This week’s blog is by author Tom Llewellyn, whose YA mystery, The Shadow of Seth, was published by the Poisoned Pencil last week. Tom Llewellyn lives and writes in Tacoma, Washington. His first novel was The Tilting House, an MG book published by Random House in 2011. He is co-founder of Beautiful Angle, a letterpress poster project.
What is teen noir? And why should I care?
Sure, my latest novel, The Shadow of Seth, is a YA murder mystery. But more specifically, it’s teen noir. In other words, it takes great inspiration from the classic noir stories of the 1930s and 40s, then updates that style into present day, with a teenaged hero.
So let’s spend a few minutes on a noir primer.
Most people associate the term noir with films, particularly the shadowy, pessimistic crime movies of the 1930s, 40s and 50s, such as Murder, My Sweet, Double Indemnity, The Maltese Falcon, and my favorite, The Big Sleep. What defines these movies as noir? As this is a style created by countless directors and actors, there’s no truly accurate definition, but here are some typical characteristics of a noir movie:
· Low lighting, with plenty of shadows
· A bleak, urban setting
· Characters who are world-weary, many of whom are corrupt
· Crime—usually a murder or two
· Tough, sharp dialogue
Check out this list of Top 50 Film Noir titles, as selected by IMDB users.
Where did film noir come from?
Imagine you were a mystery fan in the 1920s. Most of your choices were in the style Agatha Christie or Arthur Conan Doyle–well-mannered murders that occurred in a conservatory with a candlestick. The murderers were ladies and gentlemen who always paused in their killing to partake of afternoon tea.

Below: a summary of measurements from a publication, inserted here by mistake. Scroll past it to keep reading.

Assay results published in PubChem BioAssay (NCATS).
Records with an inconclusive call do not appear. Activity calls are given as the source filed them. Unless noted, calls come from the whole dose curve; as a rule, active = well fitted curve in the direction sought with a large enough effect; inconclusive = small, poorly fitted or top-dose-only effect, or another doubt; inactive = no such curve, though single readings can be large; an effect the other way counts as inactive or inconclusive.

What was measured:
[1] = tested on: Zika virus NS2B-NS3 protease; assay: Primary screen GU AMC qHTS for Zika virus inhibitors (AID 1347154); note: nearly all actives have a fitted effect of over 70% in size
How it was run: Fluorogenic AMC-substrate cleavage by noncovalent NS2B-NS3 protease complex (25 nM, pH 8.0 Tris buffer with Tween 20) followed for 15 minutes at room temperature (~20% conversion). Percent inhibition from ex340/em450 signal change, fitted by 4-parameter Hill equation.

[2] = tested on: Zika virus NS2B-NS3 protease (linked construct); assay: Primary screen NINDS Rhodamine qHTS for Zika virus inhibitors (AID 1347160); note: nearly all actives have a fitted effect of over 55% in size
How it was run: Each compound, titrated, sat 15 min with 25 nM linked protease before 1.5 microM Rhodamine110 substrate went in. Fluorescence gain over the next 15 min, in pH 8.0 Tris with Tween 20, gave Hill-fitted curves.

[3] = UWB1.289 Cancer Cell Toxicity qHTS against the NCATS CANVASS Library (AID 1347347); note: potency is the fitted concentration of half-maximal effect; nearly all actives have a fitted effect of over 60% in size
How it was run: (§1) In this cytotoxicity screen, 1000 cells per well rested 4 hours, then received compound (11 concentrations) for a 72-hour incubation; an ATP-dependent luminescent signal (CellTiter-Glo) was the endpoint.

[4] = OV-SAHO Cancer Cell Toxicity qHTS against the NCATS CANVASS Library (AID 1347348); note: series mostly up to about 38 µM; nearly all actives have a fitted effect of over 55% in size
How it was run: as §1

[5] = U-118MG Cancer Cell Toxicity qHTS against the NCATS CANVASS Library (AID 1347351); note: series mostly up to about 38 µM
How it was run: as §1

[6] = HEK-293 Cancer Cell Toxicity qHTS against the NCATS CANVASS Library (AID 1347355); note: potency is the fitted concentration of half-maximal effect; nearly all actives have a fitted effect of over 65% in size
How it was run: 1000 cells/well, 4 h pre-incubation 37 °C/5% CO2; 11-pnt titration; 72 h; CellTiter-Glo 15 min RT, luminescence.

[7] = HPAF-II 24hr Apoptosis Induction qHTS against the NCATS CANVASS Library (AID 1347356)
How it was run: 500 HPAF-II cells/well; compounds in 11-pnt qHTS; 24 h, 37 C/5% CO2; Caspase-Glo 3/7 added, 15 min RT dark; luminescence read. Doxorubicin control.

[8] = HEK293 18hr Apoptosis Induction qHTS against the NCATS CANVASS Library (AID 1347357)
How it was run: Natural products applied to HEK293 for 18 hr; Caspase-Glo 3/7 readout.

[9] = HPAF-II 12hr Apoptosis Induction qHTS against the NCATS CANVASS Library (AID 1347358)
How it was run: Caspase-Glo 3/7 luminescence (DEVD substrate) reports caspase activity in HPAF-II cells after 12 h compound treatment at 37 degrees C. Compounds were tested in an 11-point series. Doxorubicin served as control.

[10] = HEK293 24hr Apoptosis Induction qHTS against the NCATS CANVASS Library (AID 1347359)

American crime writers kicked this stuff out the @#$%ing window and began writing in a style that actually considered the kind of people involved. Murder is a desperate act, performed by desperate men and women. This new hardboiled style reflected that. It wasn’t polite.
Suddenly, you had Raymond Chandler writing about criminals who packed heat, slept around, drank too much, shot up heroin, and carried dirty pictures in their wallets. James M. Cain wrote about a drifter who murdered his landlord so he could make off with the guy’s wife. Dashiell Hammett’s characters threw around racial slurs, slapped women, and left wakes of dead bodies. Dorothy B. Hughes told love stories, but filled them with sociopaths and street thugs.
These masters wrote in a truly American style–with short, sharp sentences, language full of street slang, and a taste for violence. But they also wrote with a point. They had something to say. Amidst the killings, their characters talked about the human condition, about moral struggles, about love and mortality.
Hollywood noticed. Many of the best noir movies had their start as the best hardboiled crime novels.
Where does teen noir fit in?
Imagine the shadowy, violent, atmospheric style of these classic books or movies. Then imagine updating that style into modern day and making the protagonist a teenager. That’s about it. You love S.E. Hinton’s classics, don’t you? The Outsiders, Rumblefish, That Was Then This is Now. I consider those to be teen noir classics.
But if you want a more sensory explanation, just watch Brick. This great 2005 indie movie, written and directed by Rian Johnson and starring Joseph Gordon-Levitt, is the best example I can think of.
This movie is what made me think it was time to kickstart teen noir. I hope The Shadow of Seth helps do that.